Antonio Castaneta

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Antonio Gaztañeta.

Don José Antonio Castañeta (alternatively Antonio de Gaztañeta) (Mutriku, Guipúzcoa 1656 – Madrid, 1728) was a Basque, Spanish Vice-Admiral and ship builder.

Biography[edit]

He is best remembered as the Vice-Admiral who commanded the Spanish Mediterranean fleet at the Battle of Cape Passaro against Great Britain on August 11, 1718 off the coast of Sicily. Gaztañeta's fleet was decisively defeated.

His greatest contribution to the Spanish Navy though was in the field of ship building. He was an innovator who based his designs on science. He was at the origin of the revival of the Spanish Navy in the eighteenth century. Some of the elements he introduced were copied by the English and Dutch.

Son of Francisco de Gaztañeta, a Basque sailor to the Americas, he accompanied his father from the age of 12. In 1684, at the age of 28, he had already sailed 11 times to the Americas and back. In that year he joined the Spanish Navy. In 1691 he was posted in Cadiz and was involved in several campaigns of the War of the Grand Alliance against France. He saved a fleet coming back from Naples, cleverly avoiding an ambush by Admiral Tourville near Mahon.

During the War of Spanish Succession (1701–1714), he wasn't involved in warfare, but in ship building. He founded the shipyard of El Astillero. Later he went to the Basque Country and led the construction of many ships in Amorebieta, Pasajes and Orio.

In the following War of the Quadruple Alliance he was appointed head of the fleet which was to sail the Spanish Army under the Marquis of Lede to Sardinia and Sicily. After this was accomplished he positioned his fleet at Cape Passaro. It was sailing scattered, and the sight of approaching British ships wasn't initially perceived as any danger, as Britain and Spain weren't officially at war. The Battle of Cape Passaro was a disaster for the Spanish Navy. Francisco de Gaztañeta's ship was captured, suffering 200 killed. Gaztañeta was injured at the foot and was made prisoner by the British. He was released very soon and wasn't blamed for the defeat on his return to Spain, as the battle was seen as a treacherous action by the British.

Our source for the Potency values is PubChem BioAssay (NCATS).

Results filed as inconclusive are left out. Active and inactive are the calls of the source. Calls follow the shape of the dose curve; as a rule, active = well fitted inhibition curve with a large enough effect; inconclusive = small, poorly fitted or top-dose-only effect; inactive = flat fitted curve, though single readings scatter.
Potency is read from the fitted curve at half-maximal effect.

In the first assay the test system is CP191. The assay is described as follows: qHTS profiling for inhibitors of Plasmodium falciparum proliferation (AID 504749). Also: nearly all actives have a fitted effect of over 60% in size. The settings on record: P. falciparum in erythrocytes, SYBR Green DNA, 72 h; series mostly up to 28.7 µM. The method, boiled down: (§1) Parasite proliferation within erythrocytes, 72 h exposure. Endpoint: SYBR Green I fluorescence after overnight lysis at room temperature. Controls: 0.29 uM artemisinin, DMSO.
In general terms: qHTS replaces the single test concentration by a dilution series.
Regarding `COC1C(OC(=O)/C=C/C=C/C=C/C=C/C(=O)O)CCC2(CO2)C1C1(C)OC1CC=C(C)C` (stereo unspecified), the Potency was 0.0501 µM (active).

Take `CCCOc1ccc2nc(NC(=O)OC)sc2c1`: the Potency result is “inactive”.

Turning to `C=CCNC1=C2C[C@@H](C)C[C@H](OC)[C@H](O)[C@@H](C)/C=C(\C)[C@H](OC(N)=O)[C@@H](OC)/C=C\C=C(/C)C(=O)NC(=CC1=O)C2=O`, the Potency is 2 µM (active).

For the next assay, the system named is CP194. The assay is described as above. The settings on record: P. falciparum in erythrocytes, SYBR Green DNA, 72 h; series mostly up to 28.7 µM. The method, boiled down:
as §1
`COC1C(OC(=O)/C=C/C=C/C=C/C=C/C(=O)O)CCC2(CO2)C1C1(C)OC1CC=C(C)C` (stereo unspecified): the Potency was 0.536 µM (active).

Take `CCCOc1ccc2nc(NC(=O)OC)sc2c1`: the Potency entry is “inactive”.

He was promoted to Lieutenant General in 1720 and was made head of the Spanish treasure fleet. During the Anglo-Spanish War (1727) he had his revenge, when he sneaked a fleet with 31 million pesos worth on board through the British Blockade of Porto Bello, consisting of the fleets of Admirals Hosier and Wager. On his save arrival in Spain King Philip V of Spain awarded him with a great amount of money, but shortly after, Gaztañeta died suddenly on February 5, 1728, in Madrid.

Gaztañeta married twice.

Cosme Damián de Churruca y Elorza is a relative.

Works[edit]

  • Arte de fabricar reales.
  • Norte de la navegación hallado por el cuadrante de reducción. (1696)
  • Cuadrante geométrico universal para la conversión esférica a los planos, aplicado al arte de navegar. (1697)
  • Proporción de las medidas arregladas a la construcción de un bajel de guerra de setenta codos de quilla. (1712)
  • Proporciones de las medidas más esenciales para la fábrica de nuevos navíos y fragatas de guerra. (1720)

Sources[edit]

This article incorporates information from the equivalent article on the Spanish Wikipedia.